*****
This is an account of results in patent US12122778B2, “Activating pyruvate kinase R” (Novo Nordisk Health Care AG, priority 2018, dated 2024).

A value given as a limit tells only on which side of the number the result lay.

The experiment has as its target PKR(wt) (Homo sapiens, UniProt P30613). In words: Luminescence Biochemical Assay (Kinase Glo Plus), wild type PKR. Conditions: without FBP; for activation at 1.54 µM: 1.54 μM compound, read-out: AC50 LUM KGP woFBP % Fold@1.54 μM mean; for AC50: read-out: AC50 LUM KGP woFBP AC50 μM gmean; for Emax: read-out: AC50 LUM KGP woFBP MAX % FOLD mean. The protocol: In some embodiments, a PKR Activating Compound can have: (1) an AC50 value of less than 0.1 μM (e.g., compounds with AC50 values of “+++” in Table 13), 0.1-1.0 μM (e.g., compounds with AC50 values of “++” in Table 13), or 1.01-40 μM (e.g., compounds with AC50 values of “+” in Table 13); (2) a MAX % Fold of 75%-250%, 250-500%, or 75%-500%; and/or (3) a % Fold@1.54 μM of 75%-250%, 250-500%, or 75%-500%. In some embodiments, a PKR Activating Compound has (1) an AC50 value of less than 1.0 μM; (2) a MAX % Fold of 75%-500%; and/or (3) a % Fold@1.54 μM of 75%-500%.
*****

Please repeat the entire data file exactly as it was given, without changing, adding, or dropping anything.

This is an account of results in patent US12122778B2, “Activating pyruvate kinase R” (Novo Nordisk Health Care AG, priority 2018, dated 2024).

A value given as a limit tells only on which side of the number the result lay.

The experiment has as its target PKR(wt) (Homo sapiens, UniProt P30613). In words: Luminescence Biochemical Assay (Kinase Glo Plus), wild type PKR. Conditions: without FBP; for activation at 1.54 µM: 1.54 μM compound, read-out: AC50 LUM KGP woFBP % Fold@1.54 μM mean; for AC50: read-out: AC50 LUM KGP woFBP AC50 μM gmean; for Emax: read-out: AC50 LUM KGP woFBP MAX % FOLD mean. The protocol: In some embodiments, a PKR Activating Compound can have: (1) an AC50 value of less than 0.1 μM (e.g., compounds with AC50 values of “+++” in Table 13), 0.1-1.0 μM (e.g., compounds with AC50 values of “++” in Table 13), or 1.01-40 μM (e.g., compounds with AC50 values of “+” in Table 13); (2) a MAX % Fold of 75%-250%, 250-500%, or 75%-500%; and/or (3) a % Fold@1.54 μM of 75%-250%, 250-500%, or 75%-500%. In some embodiments, a PKR Activating Compound has (1) an AC50 value of less than 1.0 μM; (2) a MAX % Fold of 75%-500%; and/or (3) a % Fold@1.54 μM of 75%-500%.